[@OKau] A Missing Link
Steven De Costa
steven.decosta at linkdigital.com.au
Fri May 8 01:28:49 UTC 2015
+1 Craig :)
However, it would be nice if the data the Government spends tax dollars on
to collect was available for all. Then they'd we'd all be able to derive
value. In some cases the government can spend millions to sustain a dataset
which is 70% correct. Releasing it, even with that deficiency, allows the
community to fix the data itself and ultimately shifts the cost away from
the Government and into the community. The Government can then be a
subscriber and contributor rather than the owner.
*STEVEN DE COSTA *|
On 8 May 2015 at 11:07, Craig Thomler <craig.thomler at gmail.com> wrote:
> Ironically the Federal agency I am currently working in blocks the link to
> the Sunlight Foundation report due to Scribd being 'untrusted'.
> I've recently dealt with four other Australian Government agencies that
> are unable to reach the OKFN, OGP, OpenAustralia & Sunlight
> Foundation websites and other key resources on open data as they are
> classified by the agency web filtering services as "political" or "high
> This was explained to me at one agency as due to a tightening of
> classifications in 2014 to prevent public servants from accessing
> 'unnecessary content'.
> It's hard to convince public servants of the benefits when they can't
> directly access the necessary information for decision-making.
> Craig Thomler
> *Mobile:* 0411 780 194 (*International:* +61 411 780 194)
> *Phone:* 02 6161 4508 (*International: *+61 2 6161 4508)
> *Skype:* craig.thomler
> On 8 May 2015 at 10:05, Alex (Maxious) Sadleir <maxious at gmail.com> wrote:
>> The Sunlight Foundation has collected 100 case studies to "illustrate the
>> social impact of open data and digital transparency initiatives in
>> different countries, cities and communities".
>> On Fri, May 8, 2015 at 9:47 AM, Steven De Costa <
>> steven.decosta at linkdigital.com.au> wrote:
>>> Don't get drawn into a hostage negotiation ;)
>>> That argument is one where the data holder will say, "Show me proof I'll
>>> get value, then I'll release the data".
>>> Instead, we need to keep the conversation on the data itself.
>>> However, if you must preemptively demonstrate value I think there are
>>> two sensible and non distracting ways to do it.
>>> 1. The macro economic argument. Talk about the economy, information
>>> goods, theory of the firm and transaction costs - all in broad terms. When
>>> you do this you can then find evidence of other changes in the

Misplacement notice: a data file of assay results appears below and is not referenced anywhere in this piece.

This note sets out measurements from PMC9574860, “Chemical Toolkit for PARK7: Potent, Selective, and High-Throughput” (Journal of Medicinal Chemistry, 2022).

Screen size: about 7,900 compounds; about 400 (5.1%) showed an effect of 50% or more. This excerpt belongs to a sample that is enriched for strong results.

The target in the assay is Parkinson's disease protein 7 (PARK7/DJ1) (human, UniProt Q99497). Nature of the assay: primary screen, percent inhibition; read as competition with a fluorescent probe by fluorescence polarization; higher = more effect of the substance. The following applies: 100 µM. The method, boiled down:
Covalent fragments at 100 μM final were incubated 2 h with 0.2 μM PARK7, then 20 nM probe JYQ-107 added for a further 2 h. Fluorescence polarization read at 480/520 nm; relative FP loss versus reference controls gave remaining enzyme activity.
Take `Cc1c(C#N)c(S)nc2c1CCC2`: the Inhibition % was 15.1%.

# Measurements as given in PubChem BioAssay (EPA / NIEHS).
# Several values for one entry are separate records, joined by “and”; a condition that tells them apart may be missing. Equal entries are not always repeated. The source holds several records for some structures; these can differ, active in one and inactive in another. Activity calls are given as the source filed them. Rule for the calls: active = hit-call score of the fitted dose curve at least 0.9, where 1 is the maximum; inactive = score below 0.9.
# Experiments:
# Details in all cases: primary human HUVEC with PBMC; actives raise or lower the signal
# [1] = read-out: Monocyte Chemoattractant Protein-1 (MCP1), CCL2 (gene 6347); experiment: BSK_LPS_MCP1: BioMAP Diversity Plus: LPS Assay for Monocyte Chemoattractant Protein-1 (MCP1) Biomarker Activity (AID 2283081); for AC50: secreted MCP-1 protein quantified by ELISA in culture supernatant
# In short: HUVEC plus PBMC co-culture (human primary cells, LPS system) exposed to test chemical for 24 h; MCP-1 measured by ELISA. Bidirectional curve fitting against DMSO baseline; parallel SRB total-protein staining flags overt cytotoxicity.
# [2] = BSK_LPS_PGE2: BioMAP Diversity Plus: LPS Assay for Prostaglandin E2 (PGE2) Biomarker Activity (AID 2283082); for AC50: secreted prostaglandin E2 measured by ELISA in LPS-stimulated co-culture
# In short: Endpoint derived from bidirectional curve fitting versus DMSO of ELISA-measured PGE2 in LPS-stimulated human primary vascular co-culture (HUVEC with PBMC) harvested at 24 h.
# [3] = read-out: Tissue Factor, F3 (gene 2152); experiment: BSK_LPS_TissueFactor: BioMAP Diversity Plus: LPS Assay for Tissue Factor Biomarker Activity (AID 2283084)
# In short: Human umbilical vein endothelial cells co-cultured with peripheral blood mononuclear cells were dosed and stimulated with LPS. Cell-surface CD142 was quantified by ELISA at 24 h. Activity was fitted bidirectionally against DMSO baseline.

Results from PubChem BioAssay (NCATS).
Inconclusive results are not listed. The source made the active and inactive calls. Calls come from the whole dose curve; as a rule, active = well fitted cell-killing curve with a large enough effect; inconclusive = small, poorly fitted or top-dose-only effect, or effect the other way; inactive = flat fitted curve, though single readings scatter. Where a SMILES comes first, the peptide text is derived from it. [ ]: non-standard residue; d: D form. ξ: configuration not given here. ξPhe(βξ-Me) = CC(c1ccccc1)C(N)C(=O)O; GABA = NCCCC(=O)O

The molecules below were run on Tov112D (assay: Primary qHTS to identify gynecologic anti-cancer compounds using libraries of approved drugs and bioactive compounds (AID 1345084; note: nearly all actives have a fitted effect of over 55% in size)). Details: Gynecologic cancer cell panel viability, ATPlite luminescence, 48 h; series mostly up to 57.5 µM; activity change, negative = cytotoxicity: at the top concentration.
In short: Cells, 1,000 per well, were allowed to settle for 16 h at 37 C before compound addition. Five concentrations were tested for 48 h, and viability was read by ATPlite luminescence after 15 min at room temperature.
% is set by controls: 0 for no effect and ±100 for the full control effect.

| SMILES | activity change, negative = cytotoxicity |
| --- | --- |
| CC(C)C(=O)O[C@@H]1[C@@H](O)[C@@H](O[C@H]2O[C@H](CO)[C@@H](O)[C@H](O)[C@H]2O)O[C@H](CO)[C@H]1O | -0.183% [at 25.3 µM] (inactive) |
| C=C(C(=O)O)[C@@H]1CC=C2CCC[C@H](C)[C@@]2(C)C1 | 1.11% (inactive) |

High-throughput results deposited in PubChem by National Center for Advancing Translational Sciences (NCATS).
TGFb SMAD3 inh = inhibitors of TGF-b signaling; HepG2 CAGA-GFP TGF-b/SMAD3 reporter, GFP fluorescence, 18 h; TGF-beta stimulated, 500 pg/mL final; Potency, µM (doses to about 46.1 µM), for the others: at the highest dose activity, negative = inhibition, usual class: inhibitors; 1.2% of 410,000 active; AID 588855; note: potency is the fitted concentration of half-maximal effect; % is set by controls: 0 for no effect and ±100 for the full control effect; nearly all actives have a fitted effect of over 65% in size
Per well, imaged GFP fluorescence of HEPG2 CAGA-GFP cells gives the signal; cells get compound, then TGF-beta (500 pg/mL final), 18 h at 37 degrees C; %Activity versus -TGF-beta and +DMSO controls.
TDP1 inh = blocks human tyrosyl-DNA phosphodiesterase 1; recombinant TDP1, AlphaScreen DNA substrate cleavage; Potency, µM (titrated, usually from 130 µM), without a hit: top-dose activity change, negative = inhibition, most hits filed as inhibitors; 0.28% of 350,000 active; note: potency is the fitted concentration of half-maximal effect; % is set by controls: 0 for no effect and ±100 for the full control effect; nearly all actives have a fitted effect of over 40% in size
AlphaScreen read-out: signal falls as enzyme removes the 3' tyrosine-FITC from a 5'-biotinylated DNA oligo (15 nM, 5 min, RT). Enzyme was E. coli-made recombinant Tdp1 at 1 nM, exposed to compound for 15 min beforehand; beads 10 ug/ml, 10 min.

>>> (information) economy to cite as examples.
>>> 2. The micro economic argument. Talk about the shift in
>>> government-citizen dynamics brought about by modern communication mediums
>>> and the learned behaviors of digital natives. You can then cite examples of
>>> large changes in consumer behaviour born from peer to peer networks, social
>>> networks and consolidated consumer markets (amazon, app stores, etc).
>>> If a government agency is serious about working out the best areas where
>>> the release of data will improve the economy within their jurisdiction, or
>>> enable more effective G2C and C2G interactions then they should consider
>>> employing economists and statisticians to develop econometric models which
>>> demonstrate the likely value of releasing data. They should also consider
>>> what stimulation they'd need to provide to ensure that a supply-demand
>>> relationship emerges to maintain the long term value they expect to create.
>>> *STEVEN DE COSTA *|
>>> *EXECUTIVE DIRECTOR*www.linkdigital.com.au
>>> On 8 May 2015 at 09:10, Ben Searle <bensearle54 at gmail.com> wrote:
>>>> An open data related thought based on a number of years working in the
>>>> data management space across different levels of government.
>>>> Most government organisations and individuals in those organisations
>>>> understand the benefits of making their data available to the public. That
>>>> debate has generally been won. But, most organisations are suffering
>>>> reduced budgets and appreciate that they must expend some resources to
>>>> comply with the open data philosophy. This costs their organisation. But
>>>> what benefit do they get back from releasing their data?
>>>> Generally not much direct benefit, other than complying with broad
>>>> government objectives. So, what is their answer to the question of “whats
>>>> in it for me?”….generally not much. Until we can effectively answer that
>>>> question the supply side of open data will continue to be limited and we
>>>> will continue to have data released purely to increase data set numbers and
>>>> meet KPI’s but will that data be useful? Based on current activities, much
>>>> of the existing open data would not be consumed by organisations wishing to
>>>> generate digital products.
>>>> What is missing?
>>>> Ben Searle
>>>> Email: bensearle54 at gmail.com
>>>> Mobile: +61 (0) 400 453 601
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